Stokowski et al.  Prenat Diagn. 2015. Eprint ahead of publication.

NIPT: Maternal cancer

Osborne et al., (1) reported in 2013 that maternal cancer could be a reason for false-positive results using counting-based NIPT. Several recent reports have now further documented this finding (2-4).  In the largest study, Bianchi et al., (4) identified 10 cases of maternal cancer in 3,757 women with positive NIPT findings.  Under the crude assumption that perhaps 50% of the cases with positive findings are false-positives, this translates to over 1 in 200 false-positives potentially explainable by maternal cancer. In cases where NIPT is positive for more than one aneuploidy, 7/39 (16%) were attributable to maternal cancer.  
Although many maternal cancer cases could be identified through imbalances involving multiple region-specific gains and losses, some malignancies have a relatively simple abnormal karyotype (such as trisomy 21 as a sole abnormality in acute myeloid leukemia and myelodysplasia). Apparent inconsistencies in the “fetal” fraction across regions or analysis of SNPs that differ between maternal and fetal genotypes could also be used to distinguish between fetal aneuploidy and maternal cancer. However, these approaches would each involve analyses beyond that usually required for fetal aneuploidy assessment. Diana Bianchi suggests that patients are counseled and consent prior NIPT if they wish receive information that may reflect maternal as well as fetal health (5). These considerations would not be applicable to a NIPT format that only returns information related to the fetus (6).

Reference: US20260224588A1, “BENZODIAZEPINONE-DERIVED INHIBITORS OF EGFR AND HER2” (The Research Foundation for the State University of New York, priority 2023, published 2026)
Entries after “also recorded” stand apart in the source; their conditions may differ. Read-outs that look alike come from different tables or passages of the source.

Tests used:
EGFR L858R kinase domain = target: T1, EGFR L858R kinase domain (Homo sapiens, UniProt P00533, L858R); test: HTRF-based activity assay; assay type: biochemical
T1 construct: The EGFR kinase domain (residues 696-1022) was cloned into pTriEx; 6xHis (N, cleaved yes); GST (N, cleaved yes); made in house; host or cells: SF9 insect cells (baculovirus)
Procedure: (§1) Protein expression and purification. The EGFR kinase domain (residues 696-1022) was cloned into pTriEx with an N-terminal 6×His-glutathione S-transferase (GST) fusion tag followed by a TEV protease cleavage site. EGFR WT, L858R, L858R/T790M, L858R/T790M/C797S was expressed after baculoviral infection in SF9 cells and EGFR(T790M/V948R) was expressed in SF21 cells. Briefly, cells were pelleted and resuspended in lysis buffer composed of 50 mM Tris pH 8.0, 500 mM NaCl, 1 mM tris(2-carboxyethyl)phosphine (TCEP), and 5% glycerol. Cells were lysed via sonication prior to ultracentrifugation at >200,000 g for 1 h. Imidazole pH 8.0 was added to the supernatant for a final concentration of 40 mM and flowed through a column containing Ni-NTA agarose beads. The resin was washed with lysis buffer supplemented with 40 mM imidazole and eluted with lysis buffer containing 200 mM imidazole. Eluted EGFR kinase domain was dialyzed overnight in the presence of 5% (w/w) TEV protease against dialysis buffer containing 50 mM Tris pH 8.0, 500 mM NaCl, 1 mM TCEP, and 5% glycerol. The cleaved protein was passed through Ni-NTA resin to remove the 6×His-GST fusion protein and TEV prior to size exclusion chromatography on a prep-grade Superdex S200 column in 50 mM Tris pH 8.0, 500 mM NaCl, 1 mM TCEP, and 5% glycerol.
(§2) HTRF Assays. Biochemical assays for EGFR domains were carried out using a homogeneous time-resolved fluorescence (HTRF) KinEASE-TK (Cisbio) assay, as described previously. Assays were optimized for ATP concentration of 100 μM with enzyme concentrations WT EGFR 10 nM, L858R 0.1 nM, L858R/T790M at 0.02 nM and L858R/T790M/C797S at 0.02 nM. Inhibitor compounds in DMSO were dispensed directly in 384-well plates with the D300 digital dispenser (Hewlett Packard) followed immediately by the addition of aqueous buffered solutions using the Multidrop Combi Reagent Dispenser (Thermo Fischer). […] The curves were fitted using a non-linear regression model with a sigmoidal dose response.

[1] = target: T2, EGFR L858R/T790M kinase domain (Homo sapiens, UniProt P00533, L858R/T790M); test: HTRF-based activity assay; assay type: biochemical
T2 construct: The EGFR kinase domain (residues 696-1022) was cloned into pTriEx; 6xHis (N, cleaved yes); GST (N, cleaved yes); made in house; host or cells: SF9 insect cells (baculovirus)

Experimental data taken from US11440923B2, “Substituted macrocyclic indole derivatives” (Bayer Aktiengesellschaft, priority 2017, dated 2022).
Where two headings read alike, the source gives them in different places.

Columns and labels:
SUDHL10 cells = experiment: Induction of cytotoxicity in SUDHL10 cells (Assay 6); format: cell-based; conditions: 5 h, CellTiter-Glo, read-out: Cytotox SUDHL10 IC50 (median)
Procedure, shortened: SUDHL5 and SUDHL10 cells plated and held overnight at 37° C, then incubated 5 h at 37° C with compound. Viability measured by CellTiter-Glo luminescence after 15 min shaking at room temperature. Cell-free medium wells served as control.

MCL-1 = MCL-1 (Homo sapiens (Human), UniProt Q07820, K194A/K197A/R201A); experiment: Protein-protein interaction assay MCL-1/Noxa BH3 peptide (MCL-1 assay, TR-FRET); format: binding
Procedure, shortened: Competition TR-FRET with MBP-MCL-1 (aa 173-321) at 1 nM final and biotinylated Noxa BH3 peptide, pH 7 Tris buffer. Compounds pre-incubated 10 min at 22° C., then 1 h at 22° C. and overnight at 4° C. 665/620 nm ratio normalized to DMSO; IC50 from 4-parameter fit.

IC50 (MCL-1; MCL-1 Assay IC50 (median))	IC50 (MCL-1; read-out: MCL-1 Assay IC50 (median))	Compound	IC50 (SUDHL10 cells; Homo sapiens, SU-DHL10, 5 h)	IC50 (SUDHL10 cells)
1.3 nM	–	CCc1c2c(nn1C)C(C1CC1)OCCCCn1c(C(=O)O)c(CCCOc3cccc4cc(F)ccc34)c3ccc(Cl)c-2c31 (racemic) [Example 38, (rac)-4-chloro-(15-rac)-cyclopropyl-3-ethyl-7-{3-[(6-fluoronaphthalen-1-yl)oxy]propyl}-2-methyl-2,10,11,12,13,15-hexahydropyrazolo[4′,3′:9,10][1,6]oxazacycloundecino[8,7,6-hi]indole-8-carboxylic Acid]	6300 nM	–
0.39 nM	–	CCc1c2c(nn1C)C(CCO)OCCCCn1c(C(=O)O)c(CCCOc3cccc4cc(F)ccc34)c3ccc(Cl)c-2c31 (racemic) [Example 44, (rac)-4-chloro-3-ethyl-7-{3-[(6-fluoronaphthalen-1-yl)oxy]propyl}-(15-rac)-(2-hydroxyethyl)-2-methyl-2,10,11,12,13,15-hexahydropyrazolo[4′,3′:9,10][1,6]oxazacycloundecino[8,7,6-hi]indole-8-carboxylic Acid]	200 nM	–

1. Osborne et al., Prenat Diagn. 2013;33:609-611
2. Vandenberge et al., Lancet Hematol. 2015;2:e55-e65.
3. Amant et al. JAMA Oncol. 2015;1:814-819.
4. Bianchi et al.  JAMA 2015;314:162-169.
5. Bianchi.  Nature 2015;522:29-30.6. 6.     Gross et al. Nature 2015;523:290.

NIPT: Economics

Several new studies have revisited the economics of NIPT for the full US pregnancy population. Fairbrother et al., (1) modeled the expected economic benefits of NIPT for t21, t18 and t13. After allowing for the additional cases of trisomy detected as result of the use of NIPT, they estimated that, if the NIPT were offered to the general pregnancy population, the cost would need to be $665, or less, for it to be advantageous over the first trimester Combined test.  Walker et al., (2) considered NIPT cost for the detection of trisomy 21, 18 and 13 from three different perspectives, societal (includes cost of testing, all direct and indirect lifetime costs of affected individuals), governmental (testing, medical and educational costs), and payer (cost of testing only).  They concluded that offering NIPT to all women would be advantageous from the societal perspective, but contingent NIPT would be preferred by government and payers.  Benn et al., (3) also included monosomy-X in the analysis and considered the costs associated with second trimester follow-up screening tests (sequential quadruple testing, ultrasound) for women receiving the Combined test.  For NIPT to be applied to the general pregnancy population, the cost would need to be $744 or less.